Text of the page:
I met with the Dalai Lama recently. On the table there were two tidy stacks of neatly printed long slips of paper, loose pages, of the Sanskrit text of the Buddha’s teaching that he is studying in depth at this time. He first memorised it at the age of eight but understandably did not enjoy the task. By twelve he was entering formal debate with students and scholars about the text. Now seventy years later, like a violinist with a piece of Bach that has been part of his repertoire for decades, he is still exploring the depths of wisdom in the words on the paper and, perhaps even more, the wisdom residing in the spaces between the words. He spoke about it with enthusiasm and freshness as if he had just discovered it.
I once wandered into a rabbinical study hall beside the Wailing Wall in Jerusalem. I think someone had left the door open and, feigning innocence, I entered a beehive of scripture study. The long room was filled with scholars young and old swaying to and fro, reciting – or humming – the words of the Torah. St Benedict says in his Rule that the monks should not disturb each other while they read during lectio, suggesting the noise of reading aloud in a confined space, which was the normal way of reading until the early modern period.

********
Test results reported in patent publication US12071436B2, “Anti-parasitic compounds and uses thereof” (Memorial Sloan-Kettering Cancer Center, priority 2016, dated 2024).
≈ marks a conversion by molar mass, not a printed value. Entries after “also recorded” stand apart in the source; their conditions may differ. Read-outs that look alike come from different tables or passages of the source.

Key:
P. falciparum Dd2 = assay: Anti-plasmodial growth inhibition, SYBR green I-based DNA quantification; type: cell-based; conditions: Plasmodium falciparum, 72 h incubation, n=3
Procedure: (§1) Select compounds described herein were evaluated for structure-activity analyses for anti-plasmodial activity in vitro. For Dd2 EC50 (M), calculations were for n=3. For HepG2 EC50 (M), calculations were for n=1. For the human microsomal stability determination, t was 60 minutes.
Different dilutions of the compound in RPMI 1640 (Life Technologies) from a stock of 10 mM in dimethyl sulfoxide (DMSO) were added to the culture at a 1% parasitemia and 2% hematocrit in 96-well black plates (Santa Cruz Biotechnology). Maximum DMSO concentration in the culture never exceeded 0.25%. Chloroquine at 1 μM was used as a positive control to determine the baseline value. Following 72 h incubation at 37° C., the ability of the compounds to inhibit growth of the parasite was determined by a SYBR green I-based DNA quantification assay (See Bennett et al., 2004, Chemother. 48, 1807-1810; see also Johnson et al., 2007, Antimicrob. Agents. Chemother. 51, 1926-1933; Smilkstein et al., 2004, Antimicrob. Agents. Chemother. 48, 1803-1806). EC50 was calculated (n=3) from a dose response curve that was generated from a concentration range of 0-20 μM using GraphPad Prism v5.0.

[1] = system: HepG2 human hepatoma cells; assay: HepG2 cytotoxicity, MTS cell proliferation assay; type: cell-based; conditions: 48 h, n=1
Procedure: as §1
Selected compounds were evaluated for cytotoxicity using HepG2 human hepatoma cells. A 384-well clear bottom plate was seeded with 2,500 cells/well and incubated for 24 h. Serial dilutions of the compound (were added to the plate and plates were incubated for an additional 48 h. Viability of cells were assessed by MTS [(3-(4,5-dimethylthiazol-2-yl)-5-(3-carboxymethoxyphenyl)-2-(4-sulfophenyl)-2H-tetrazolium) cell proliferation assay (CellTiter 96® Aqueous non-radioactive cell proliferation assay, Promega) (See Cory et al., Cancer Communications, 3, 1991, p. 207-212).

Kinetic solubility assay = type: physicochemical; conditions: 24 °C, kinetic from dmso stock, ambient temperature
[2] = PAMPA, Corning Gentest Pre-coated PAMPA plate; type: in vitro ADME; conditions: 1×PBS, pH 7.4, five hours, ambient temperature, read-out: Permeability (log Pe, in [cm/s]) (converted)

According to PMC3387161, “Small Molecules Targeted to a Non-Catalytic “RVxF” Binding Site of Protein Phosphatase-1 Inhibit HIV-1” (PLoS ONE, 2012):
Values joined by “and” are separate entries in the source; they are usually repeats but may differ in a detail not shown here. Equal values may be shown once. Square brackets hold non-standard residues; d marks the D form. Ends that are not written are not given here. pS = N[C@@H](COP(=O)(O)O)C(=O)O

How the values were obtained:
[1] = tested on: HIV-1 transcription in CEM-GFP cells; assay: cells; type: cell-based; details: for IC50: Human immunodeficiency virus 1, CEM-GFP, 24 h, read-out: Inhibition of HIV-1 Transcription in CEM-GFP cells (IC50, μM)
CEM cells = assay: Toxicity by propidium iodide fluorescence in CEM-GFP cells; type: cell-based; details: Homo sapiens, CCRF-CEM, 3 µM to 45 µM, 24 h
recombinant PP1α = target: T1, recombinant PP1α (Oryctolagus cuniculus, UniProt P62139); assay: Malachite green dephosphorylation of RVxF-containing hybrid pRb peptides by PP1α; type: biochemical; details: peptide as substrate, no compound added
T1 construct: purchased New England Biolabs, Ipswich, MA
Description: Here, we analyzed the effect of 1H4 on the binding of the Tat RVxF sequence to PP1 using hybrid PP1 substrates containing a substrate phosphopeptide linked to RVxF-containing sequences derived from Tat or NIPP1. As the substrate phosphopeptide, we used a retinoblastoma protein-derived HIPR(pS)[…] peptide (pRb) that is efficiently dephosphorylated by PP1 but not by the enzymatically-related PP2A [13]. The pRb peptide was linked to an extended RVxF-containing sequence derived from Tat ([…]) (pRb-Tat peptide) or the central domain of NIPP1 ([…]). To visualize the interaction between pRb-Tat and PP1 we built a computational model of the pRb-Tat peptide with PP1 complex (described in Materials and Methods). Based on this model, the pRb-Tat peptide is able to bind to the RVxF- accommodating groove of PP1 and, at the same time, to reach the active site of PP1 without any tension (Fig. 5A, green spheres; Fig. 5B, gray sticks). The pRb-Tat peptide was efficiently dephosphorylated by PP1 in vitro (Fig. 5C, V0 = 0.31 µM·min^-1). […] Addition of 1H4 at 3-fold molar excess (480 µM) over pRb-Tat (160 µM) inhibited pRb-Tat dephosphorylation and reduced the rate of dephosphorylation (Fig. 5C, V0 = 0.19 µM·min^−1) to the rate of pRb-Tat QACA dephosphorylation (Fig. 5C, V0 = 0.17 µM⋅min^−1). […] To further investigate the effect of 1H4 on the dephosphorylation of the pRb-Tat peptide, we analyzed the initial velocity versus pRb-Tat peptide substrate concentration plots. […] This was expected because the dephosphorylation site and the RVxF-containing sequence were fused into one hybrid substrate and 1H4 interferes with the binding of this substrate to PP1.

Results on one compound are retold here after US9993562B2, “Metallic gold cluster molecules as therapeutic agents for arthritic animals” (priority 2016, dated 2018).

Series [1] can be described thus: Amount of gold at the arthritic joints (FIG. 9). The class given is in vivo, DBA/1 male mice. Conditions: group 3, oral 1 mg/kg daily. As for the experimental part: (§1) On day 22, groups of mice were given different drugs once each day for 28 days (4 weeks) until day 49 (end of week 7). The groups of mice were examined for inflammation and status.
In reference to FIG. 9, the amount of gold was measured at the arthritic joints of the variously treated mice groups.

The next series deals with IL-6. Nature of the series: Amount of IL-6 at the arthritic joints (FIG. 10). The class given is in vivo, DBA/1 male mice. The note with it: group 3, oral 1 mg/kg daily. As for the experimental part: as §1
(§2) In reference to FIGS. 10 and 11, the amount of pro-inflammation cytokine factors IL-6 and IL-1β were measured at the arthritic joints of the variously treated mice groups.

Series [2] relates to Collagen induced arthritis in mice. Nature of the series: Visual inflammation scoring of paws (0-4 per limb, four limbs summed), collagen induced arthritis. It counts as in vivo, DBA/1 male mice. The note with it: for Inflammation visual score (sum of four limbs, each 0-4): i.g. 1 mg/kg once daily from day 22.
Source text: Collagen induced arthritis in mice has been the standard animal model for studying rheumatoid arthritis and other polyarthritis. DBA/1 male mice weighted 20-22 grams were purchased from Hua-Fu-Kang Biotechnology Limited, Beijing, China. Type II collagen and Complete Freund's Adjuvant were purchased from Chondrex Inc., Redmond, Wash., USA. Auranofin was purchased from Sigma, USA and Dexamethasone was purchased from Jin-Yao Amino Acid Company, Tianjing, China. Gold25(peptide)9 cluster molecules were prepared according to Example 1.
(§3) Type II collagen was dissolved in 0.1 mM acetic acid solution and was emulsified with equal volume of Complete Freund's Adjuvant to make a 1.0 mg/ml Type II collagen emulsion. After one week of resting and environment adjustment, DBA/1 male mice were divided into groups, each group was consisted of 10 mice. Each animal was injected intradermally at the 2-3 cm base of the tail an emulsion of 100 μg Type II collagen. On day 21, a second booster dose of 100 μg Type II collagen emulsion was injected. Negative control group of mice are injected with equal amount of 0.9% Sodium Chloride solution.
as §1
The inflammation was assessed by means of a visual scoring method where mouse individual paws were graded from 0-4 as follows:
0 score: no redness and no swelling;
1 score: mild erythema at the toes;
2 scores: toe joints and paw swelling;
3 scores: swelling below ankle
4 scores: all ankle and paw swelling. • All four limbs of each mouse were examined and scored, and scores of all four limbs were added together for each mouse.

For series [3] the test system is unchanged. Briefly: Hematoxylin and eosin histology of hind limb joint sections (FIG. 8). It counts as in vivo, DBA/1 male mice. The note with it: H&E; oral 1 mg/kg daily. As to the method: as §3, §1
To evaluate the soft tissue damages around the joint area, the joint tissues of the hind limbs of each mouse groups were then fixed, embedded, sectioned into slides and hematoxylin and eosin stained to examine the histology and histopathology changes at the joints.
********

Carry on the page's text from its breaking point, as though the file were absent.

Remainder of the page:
In the Wikipedia-Google era we think we don’t need to memorise anything and don’t think much about memory itself until we feel it is failing or deserting us. Yet training the memory is a way of strengthening the power of attention which is the great determinant of quality of life. Those who are distracted allow life to slip through their busy fingers. Thinking they are getting a lot of experience they may in fact be holding very little. They feel things very fleetingly and retain no lasting impression. Notes taken on a laptop may stay on the hard drive but they don’t sink into the mind of the note-taker in the way that hand-written notes do.
There is a great interest in ‘mindfulness’ today. This is a hopeful sign of a culture becoming aware of what it is losing before it forgets what it is that it has lost. But there are kinds of mindfulness. There is that born of a short-lived knee-jerk reaction to this awareness of loss, which becomes itself just another symptom of the decline into cultural dementia. Then there is the sustainable, transformative mindfulness born of a meditation practice woven into daily life.
Lent is a season to reflect on these nuances of our survival and our flourishing. The day-long and the lifelong.